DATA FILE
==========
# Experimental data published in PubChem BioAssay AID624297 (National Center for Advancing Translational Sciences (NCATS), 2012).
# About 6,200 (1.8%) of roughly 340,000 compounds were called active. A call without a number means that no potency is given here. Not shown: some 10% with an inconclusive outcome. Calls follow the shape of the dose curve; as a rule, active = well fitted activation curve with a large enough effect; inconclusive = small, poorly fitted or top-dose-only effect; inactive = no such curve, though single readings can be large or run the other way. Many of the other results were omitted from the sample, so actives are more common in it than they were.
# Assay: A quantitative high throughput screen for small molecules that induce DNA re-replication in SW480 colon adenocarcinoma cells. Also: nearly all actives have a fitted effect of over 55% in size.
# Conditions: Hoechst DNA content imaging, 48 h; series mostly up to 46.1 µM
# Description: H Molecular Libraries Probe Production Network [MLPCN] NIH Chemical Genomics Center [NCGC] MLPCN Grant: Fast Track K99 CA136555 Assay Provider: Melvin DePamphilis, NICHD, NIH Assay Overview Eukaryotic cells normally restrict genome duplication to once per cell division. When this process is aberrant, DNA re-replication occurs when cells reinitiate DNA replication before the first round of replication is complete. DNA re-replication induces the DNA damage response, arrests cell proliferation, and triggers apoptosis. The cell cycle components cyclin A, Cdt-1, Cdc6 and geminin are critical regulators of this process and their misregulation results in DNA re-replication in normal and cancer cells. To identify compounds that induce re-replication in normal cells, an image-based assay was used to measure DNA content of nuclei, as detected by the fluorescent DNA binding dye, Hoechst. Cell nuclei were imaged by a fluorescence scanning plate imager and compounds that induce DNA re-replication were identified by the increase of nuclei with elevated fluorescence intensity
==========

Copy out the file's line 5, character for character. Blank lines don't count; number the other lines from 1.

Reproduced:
# Description: H Molecular Libraries Probe Production Network [MLPCN] NIH Chemical Genomics Center [NCGC] MLPCN Grant: Fast Track K99 CA136555 Assay Provider: Melvin DePamphilis, NICHD, NIH Assay Overview Eukaryotic cells normally restrict genome duplication to once per cell division. When this process is aberrant, DNA re-replication occurs when cells reinitiate DNA replication before the first round of replication is complete. DNA re-replication induces the DNA damage response, arrests cell proliferation, and triggers apoptosis. The cell cycle components cyclin A, Cdt-1, Cdc6 and geminin are critical regulators of this process and their misregulation results in DNA re-replication in normal and cancer cells. To identify compounds that induce re-replication in normal cells, an image-based assay was used to measure DNA content of nuclei, as detected by the fluorescent DNA binding dye, Hoechst. Cell nuclei were imaged by a fluorescence scanning plate imager and compounds that induce DNA re-replication were identified by the increase of nuclei with elevated fluorescence intensity